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I am trying to learn Mootools by reading the source and I don't understand why it makes a local copy of Function:

var Function = this.Function;

but why it doesn't make a local copy of Array, Number and String to do the same, for example they first appear being directly assigned to, so why treat Function differently?

Function.from = function(item){
    return (typeOf(item) == 'function') ? item : function(){
        return item;
    };
};

Array.from = function(item){
    if (item == null) return [];
    return (Type.isEnumerable(item) && typeof item != 'string') ? (typeOf(item) == 'array') ? item : slice.call(item) : [item];
};

Number.from = function(item){
    var number = parseFloat(item);
    return isFinite(number) ? number : null;
};

String.from = function(item){
    return item + '';
};

Also I don't understand how on line 149 Function calls the implement function which is stored on its local prototype property?

Function.implement({

hide: function(){
    this.$hidden = true;
    return this;
},

protect: function(){
    this.$protected = true;
    return this;
}

});

is it because Function is a function so its internal [[prototype]] is Function.prototype ?

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1  
Regarding your update for line 149, it's because implement is on Function.prototype, which automatically makes it available to all functions that have Function.prototype in their prototype chain. This includes constructor functions, including the Function constructor. –  squint Jun 8 '12 at 21:38
    
Do this... Function.prototype === Object.getPrototypeOf(Function) and you'll see that the Function instance has its own prototype object in its prototype chain. You'll get the same result for functions you create... Function.prototype === Object.getPrototypeOf(function(){}) es5.github.com/#x15.3.3 –  squint Jun 8 '12 at 21:39
2  
hide/protect are function decorators, used by Class - they allow for methods to become private as all function properties in a class constructor object are wrapped and if the protected flag is on, it won't let it be called externally etc. these decorators make no sense outside of Class itself. Check out the MooTools Types - eg. github.com/mootools/mootools-core/blob/master/Source/Types/… –  Dimitar Christoff Jun 8 '12 at 21:43
1  
here is an example that will help you understand the difference between sending it to the Function prototype (which makes it a decorator) or the Function type. jsfiddle.net/dimitar/7LkrS - look at console. –  Dimitar Christoff Jun 8 '12 at 21:52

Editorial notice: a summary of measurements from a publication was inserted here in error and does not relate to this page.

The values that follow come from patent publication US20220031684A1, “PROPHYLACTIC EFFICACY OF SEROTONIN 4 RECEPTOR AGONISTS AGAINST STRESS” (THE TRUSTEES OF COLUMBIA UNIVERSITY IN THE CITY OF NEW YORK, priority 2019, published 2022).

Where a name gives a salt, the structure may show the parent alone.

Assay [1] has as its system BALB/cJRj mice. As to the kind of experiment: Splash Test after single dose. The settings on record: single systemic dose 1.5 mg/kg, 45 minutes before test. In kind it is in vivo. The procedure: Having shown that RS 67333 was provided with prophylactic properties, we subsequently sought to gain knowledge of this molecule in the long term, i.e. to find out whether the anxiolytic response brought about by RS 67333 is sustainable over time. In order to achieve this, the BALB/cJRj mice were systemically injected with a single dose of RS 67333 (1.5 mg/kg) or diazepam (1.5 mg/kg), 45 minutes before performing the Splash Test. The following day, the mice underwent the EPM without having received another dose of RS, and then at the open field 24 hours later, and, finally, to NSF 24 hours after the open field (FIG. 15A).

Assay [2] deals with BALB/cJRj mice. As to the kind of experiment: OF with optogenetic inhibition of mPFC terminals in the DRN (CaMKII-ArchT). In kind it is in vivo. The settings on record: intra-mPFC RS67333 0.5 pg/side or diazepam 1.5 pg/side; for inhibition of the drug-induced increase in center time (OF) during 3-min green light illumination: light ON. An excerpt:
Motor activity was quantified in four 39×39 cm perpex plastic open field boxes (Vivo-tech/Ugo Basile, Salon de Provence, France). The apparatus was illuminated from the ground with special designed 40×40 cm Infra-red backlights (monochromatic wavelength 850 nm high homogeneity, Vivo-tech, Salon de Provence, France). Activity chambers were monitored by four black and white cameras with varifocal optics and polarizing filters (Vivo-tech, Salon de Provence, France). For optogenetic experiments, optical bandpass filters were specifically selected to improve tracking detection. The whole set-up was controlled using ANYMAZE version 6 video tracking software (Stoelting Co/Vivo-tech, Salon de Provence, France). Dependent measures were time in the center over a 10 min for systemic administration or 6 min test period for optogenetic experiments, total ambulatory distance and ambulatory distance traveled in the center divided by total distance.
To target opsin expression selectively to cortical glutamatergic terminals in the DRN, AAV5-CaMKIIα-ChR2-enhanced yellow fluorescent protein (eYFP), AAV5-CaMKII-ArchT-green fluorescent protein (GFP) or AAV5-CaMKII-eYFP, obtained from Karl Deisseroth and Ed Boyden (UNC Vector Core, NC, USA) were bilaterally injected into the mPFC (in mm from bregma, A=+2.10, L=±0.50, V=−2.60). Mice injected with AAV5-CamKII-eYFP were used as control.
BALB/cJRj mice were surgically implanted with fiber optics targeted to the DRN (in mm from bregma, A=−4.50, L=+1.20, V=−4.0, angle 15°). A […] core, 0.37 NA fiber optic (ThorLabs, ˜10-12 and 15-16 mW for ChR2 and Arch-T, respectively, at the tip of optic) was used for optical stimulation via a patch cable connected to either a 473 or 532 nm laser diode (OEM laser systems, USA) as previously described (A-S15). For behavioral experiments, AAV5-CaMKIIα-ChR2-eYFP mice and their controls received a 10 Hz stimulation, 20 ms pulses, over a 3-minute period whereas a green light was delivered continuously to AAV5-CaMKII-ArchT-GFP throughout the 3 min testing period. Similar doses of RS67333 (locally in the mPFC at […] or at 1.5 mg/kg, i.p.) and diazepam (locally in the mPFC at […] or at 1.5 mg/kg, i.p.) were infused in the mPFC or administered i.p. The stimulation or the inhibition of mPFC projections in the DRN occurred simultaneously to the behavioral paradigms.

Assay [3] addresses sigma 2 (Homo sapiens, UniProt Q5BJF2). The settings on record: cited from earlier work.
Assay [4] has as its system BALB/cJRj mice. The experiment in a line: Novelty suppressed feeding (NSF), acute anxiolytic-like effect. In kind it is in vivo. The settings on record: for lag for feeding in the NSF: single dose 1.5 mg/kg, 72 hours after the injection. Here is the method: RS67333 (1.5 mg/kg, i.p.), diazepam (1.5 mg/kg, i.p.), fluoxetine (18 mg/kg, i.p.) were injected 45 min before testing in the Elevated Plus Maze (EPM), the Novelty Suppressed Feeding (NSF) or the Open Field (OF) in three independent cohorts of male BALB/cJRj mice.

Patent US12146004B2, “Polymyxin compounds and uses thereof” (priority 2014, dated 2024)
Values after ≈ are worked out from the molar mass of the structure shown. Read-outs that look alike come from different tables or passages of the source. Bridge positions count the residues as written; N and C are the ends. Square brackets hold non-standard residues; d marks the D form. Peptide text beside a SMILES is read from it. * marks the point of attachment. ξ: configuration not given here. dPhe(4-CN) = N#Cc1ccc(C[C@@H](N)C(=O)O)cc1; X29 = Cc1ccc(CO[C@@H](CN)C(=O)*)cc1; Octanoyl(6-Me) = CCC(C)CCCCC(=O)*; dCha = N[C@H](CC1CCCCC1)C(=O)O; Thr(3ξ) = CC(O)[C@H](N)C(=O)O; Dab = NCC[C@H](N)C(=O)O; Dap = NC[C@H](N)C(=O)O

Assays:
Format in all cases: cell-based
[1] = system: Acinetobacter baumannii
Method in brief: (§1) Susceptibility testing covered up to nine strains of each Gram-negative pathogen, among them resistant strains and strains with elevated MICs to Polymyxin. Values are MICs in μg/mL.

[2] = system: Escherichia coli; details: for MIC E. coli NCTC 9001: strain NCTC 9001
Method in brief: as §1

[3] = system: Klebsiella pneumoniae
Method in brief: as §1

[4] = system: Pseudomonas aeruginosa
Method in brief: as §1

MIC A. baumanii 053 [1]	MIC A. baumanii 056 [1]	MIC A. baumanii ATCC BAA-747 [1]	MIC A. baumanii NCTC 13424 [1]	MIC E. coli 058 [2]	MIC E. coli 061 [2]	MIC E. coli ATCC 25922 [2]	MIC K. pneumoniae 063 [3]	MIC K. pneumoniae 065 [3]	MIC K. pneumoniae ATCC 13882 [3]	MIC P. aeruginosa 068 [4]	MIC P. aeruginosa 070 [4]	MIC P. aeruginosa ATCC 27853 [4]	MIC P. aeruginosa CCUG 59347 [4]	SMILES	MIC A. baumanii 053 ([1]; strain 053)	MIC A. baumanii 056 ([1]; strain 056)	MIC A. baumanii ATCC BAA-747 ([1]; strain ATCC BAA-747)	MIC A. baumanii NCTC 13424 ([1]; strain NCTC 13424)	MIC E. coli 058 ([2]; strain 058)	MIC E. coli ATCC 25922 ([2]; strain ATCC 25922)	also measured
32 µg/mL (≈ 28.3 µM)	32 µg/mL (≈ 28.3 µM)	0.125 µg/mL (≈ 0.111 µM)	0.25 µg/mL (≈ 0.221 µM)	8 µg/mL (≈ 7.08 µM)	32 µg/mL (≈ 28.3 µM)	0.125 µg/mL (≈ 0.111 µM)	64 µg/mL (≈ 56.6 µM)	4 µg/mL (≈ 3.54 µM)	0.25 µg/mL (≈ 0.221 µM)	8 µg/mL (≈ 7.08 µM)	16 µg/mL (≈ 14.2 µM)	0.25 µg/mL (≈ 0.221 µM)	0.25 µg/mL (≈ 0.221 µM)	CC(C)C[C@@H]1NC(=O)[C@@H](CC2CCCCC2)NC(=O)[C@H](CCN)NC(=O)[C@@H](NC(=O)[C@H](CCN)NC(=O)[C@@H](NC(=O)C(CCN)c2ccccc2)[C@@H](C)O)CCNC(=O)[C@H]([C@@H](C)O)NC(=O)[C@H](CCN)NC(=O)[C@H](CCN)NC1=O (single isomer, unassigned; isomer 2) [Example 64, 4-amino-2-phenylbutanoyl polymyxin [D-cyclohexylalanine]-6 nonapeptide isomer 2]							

Wow thanks for all your advice and help, you guys are awesome, I'll definately read all the links you have kindly provided me with. –  0xor1 Jun 8 '12 at 21:55

1 Answer 1

up vote 2 down vote accepted
  • You'll notice that Function is referenced more than the other constructors, so it could be that they added the local reference for a tiny performance boost, as well as for compression since the local variable can be obfuscated. ...(Taking another look, I do see more references to the other constructors than I originally had.)

  • You'll also notice that the .overloadSetter() chained onto the Function.prototype.extend function wraps that function with a bunch of extra code, duck typing and such. So the reason they didn't use it was probably that this extra code was apparently unwanted/unneeded for their internal use.

  • Because implement extends the prototype, it isn't always desirable. Sometimes you just don't want extra methods available on all instances, but you do want to store them in a logical namespace, much like the native methods stored on the Object constructor.

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1  
I guess my question was quite bad seen as it's only the devs that wrote it that would really know why they did these things but your answer makes sense and satisfies my curiosity, so thanks. –  0xor1 Jun 8 '12 at 21:17
1  
local var within a closure makes sense and is often used as a mootools pattern. you could probably optimise these a lot better but remember, mootools-core actually consists of nearly 30 different files and can be built to spec by including only the parts you require. most files come with their own closures (scopes). This makes it harder to macro-optimise variables. it can make sense in smaller closures, esp. in the context of performance-critial stuff--like animations, or class constructors / method decorators etc where repeated / looped references may occur, the gains will add up. –  Dimitar Christoff Jun 8 '12 at 21:32
1  
jsperf.com/caching-into-local-scope - check the results. esp in chrome, huge benefits to caching locally. –  Dimitar Christoff Jun 11 '12 at 9:03

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